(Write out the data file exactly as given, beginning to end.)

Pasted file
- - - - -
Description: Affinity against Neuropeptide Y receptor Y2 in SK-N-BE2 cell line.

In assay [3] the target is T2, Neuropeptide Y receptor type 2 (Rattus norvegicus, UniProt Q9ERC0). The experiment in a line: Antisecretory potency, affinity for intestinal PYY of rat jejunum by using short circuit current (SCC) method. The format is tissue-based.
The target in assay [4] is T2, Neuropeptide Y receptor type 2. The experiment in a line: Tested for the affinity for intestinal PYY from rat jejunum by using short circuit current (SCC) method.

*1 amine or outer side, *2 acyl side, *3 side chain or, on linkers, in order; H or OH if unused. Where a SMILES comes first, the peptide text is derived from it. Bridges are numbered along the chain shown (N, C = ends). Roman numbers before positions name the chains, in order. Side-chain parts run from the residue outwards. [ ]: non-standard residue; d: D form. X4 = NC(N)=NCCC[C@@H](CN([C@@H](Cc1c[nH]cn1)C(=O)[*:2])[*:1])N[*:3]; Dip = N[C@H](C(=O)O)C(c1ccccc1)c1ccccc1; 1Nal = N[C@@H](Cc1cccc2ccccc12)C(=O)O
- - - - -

Description: Affinity against Neuropeptide Y receptor Y2 in SK-N-BE2 cell line.

In assay [3] the target is T2, Neuropeptide Y receptor type 2 (Rattus norvegicus, UniProt Q9ERC0). The experiment in a line: Antisecretory potency, affinity for intestinal PYY of rat jejunum by using short circuit current (SCC) method. The format is tissue-based.
The target in assay [4] is T2, Neuropeptide Y receptor type 2. The experiment in a line: Tested for the affinity for intestinal PYY from rat jejunum by using short circuit current (SCC) method.

*1 amine or outer side, *2 acyl side, *3 side chain or, on linkers, in order; H or OH if unused. Where a SMILES comes first, the peptide text is derived from it. Bridges are numbered along the chain shown (N, C = ends). Roman numbers before positions name the chains, in order. Side-chain parts run from the residue outwards. [ ]: non-standard residue; d: D form. X4 = NC(N)=NCCC[C@@H](CN([C@@H](Cc1c[nH]cn1)C(=O)[*:2])[*:1])N[*:3]; Dip = N[C@H](C(=O)O)C(c1ccccc1)c1ccccc1; 1Nal = N[C@@H](Cc1cccc2ccccc12)C(=O)O